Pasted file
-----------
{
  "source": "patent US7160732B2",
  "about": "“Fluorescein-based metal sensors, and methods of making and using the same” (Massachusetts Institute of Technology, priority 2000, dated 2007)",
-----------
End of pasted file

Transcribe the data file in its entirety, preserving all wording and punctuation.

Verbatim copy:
{
  "source": "patent US7160732B2",
  "about": "“Fluorescein-based metal sensors, and methods of making and using the same” (Massachusetts Institute of Technology, priority 2000, dated 2007)",